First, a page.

New York City Is Doing Something To Try To Diversify Writers Rooms
"As a matter of social justice and industry self-interest, it is imperative that stories told on television reflect the diversity of audiences."
There is no bigger topic of conversation in Hollywood than the industry's successes and failings when it comes to diversity and inclusion.
Now, the Mayor's Office of Media and Entertainment (MOME), the Writers Guild Of America, East (WGAE), and the New York City Department of Small Business Services are teaming up in an effort to make writers rooms for New York-produced shows more diverse: They're launching a new fellowship that will include one-on-one mentorships with experienced showrunners.
Showrunners confirmed to participate as mentors include House Of Cards' Beau Willimon, Empire's Lee Daniels, Difficult People's Julie Klausner, The Affair's Sarah Treem, Billions' Brian Koppelman and David Levien, Law & Order: SVU's Julie Martin, and The Divide's Richard LaGravenese.
Willimon recruited Koppelman and Levien to the initiative. "When Beau asked David and me to participate, it was an immediate 'yes' from us," Koppelman told BuzzFeed News in a statement. "This is a great way to offer guidance, help and mentorship to up and coming writers, and we are thrilled to be able to contribute."
"As a matter of social justice and industry self-interest, it is imperative that stories told on television – and its digital equivalent – reflect the diversity of audiences," Lowell Peterson, executive director of the Writers Guild Of America, East, said in a statement. "The best way to do that is to have diverse voices in writing rooms."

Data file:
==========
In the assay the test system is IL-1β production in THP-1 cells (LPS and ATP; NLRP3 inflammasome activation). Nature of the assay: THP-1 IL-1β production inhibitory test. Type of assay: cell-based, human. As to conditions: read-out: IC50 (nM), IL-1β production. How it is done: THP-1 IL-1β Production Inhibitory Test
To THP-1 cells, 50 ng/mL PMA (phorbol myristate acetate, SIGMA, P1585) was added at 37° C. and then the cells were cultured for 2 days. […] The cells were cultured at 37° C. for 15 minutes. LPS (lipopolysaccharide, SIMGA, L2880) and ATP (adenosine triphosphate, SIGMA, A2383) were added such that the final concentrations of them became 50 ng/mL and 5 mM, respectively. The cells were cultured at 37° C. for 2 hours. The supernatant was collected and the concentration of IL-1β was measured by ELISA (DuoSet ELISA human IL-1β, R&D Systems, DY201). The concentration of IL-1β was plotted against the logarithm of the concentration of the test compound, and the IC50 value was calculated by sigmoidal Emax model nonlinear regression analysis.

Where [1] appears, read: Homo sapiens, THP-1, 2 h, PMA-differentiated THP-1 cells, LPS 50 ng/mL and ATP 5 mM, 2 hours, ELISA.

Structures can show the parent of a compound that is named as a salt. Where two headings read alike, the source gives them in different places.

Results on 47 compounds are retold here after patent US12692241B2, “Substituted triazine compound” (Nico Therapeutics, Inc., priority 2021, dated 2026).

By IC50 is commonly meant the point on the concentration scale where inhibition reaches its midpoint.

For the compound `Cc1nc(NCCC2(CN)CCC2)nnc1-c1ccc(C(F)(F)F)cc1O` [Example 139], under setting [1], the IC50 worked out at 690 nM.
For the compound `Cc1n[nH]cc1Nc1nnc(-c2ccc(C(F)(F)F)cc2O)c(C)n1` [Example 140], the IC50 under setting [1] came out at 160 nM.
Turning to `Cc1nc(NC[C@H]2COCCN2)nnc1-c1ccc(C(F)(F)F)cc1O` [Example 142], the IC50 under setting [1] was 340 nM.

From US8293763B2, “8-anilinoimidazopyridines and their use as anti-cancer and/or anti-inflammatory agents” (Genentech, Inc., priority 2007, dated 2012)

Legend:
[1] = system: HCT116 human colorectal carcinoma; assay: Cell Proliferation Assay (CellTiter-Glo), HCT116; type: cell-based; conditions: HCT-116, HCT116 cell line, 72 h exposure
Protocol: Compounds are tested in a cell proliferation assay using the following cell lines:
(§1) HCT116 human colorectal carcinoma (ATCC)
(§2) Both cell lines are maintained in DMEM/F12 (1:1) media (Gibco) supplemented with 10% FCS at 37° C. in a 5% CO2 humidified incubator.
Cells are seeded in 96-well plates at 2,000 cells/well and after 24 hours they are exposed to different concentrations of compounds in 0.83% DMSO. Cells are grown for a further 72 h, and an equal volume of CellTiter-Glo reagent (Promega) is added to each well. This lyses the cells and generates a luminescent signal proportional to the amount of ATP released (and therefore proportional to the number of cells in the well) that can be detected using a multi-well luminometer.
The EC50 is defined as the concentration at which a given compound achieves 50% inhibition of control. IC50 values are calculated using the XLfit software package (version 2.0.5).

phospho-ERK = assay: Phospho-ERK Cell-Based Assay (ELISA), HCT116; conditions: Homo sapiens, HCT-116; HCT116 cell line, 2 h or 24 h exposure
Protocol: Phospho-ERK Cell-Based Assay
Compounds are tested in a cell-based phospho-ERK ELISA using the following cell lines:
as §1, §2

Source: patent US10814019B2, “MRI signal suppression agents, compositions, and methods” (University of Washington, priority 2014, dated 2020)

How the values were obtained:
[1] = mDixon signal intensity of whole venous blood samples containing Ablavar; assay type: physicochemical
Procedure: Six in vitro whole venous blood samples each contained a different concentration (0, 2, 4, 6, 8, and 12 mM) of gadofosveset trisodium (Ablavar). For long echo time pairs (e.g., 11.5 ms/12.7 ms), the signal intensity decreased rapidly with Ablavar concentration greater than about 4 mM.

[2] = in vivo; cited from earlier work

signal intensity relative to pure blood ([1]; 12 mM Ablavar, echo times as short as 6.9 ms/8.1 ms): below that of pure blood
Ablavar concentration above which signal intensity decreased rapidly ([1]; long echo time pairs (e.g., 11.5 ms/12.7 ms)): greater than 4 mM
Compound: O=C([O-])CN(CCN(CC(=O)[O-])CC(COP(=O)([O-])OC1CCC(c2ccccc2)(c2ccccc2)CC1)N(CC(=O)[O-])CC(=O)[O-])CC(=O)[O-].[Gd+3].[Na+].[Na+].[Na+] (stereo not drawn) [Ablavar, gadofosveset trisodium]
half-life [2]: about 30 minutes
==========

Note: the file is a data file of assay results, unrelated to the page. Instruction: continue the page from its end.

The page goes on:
The program, called Made In NY Writers Room, calls for original pilot scripts, and promises that each script will get at least two readings and feedback from experienced TV writers.
Willimon noted at a press conference in New York about the Made in NY Writers Room program on Thursday morning that "even if you just apply to this program, you already score a win" because of the feedback guaranteed to applicants. "You're getting a working writer who's been around the block to read your script...[That] took me about five years. All of these writers are getting that in a few weeks or months."
"There are two big goals here," he said. "One is to have even more television shows here in New York City, which means more jobs. And two, to diversify the stories that we're telling."
It's not quite that easy though: All applicants must either be a member of or be vetted by someone who is a member of one of the approved organizations the program is working with. Here they are, according to the Writers Room official webpage:
* Be a member of the Writers Guild of America, East (WGAE) or be recommended by a member of the WGAE Diversity Coalition
* Be an alumnus(a) of the Ghetto Film School, Tribeca All-Access Program, NALIP (National Association of Latino Independent Producers) programs/incubators
* Be recommended by New York Women in Film and Television
* Be recommended by the Alliance for Inclusion in the Arts
* Be recommended by a Blackhouse Foundation Board Member
* Be recommended by the Black Filmmakers Foundation
* Be recommended by the Black List
* Be recommended by Asain CineVision
* Be recommended by a member of the Interguild Diversity Coalition
This might prove a sizable hamper for those who don't already have these connections in the industry. When asked why the program wasn't open to the general public, a representative for MOME told BuzzFeed News: "The Made in NY Writers Room program opens the door to an enormous and diverse pool of talent who have sought out this career track. The WGAE, MOME, and SBS are working with partner organizations to ensure that the applicants have a foundation of training and/or experience from which they will be able to build a sustainable career in television writing."